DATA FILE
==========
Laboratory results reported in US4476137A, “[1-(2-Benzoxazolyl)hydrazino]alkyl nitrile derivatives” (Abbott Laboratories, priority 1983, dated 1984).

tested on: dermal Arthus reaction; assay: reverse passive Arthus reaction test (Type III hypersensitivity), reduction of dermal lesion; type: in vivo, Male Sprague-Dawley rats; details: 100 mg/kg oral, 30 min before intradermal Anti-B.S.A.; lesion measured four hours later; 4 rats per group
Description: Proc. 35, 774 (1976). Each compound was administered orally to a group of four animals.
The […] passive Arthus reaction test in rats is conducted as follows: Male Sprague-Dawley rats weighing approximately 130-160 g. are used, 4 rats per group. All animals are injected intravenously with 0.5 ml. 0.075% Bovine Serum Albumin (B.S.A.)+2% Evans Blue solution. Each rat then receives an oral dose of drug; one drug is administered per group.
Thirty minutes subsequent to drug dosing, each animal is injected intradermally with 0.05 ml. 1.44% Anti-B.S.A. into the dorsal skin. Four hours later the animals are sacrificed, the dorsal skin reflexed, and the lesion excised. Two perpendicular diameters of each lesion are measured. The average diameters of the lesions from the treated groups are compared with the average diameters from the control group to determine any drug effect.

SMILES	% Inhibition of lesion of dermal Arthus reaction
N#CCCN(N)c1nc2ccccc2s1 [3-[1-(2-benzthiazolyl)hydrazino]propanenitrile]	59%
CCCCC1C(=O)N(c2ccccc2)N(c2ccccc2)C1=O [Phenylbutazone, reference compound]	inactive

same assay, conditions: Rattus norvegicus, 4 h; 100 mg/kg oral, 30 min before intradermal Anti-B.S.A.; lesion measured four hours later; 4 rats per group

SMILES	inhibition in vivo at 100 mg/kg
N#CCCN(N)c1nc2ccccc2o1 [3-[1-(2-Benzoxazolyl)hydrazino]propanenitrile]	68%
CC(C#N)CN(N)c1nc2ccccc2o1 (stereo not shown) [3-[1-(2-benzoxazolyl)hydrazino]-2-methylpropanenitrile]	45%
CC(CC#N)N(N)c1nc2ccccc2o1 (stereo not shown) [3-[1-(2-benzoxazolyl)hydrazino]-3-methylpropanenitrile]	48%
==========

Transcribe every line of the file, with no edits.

Laboratory results reported in US4476137A, “[1-(2-Benzoxazolyl)hydrazino]alkyl nitrile derivatives” (Abbott Laboratories, priority 1983, dated 1984).

tested on: dermal Arthus reaction; assay: reverse passive Arthus reaction test (Type III hypersensitivity), reduction of dermal lesion; type: in vivo, Male Sprague-Dawley rats; details: 100 mg/kg oral, 30 min before intradermal Anti-B.S.A.; lesion measured four hours later; 4 rats per group
Description: Proc. 35, 774 (1976). Each compound was administered orally to a group of four animals.
The […] passive Arthus reaction test in rats is conducted as follows: Male Sprague-Dawley rats weighing approximately 130-160 g. are used, 4 rats per group. All animals are injected intravenously with 0.5 ml. 0.075% Bovine Serum Albumin (B.S.A.)+2% Evans Blue solution. Each rat then receives an oral dose of drug; one drug is administered per group.
Thirty minutes subsequent to drug dosing, each animal is injected intradermally with 0.05 ml. 1.44% Anti-B.S.A. into the dorsal skin. Four hours later the animals are sacrificed, the dorsal skin reflexed, and the lesion excised. Two perpendicular diameters of each lesion are measured. The average diameters of the lesions from the treated groups are compared with the average diameters from the control group to determine any drug effect.

SMILES	% Inhibition of lesion of dermal Arthus reaction
N#CCCN(N)c1nc2ccccc2s1 [3-[1-(2-benzthiazolyl)hydrazino]propanenitrile]	59%
CCCCC1C(=O)N(c2ccccc2)N(c2ccccc2)C1=O [Phenylbutazone, reference compound]	inactive

same assay, conditions: Rattus norvegicus, 4 h; 100 mg/kg oral, 30 min before intradermal Anti-B.S.A.; lesion measured four hours later; 4 rats per group

SMILES	inhibition in vivo at 100 mg/kg
N#CCCN(N)c1nc2ccccc2o1 [3-[1-(2-Benzoxazolyl)hydrazino]propanenitrile]	68%
CC(C#N)CN(N)c1nc2ccccc2o1 (stereo not shown) [3-[1-(2-benzoxazolyl)hydrazino]-2-methylpropanenitrile]	45%
CC(CC#N)N(N)c1nc2ccccc2o1 (stereo not shown) [3-[1-(2-benzoxazolyl)hydrazino]-3-methylpropanenitrile]	48%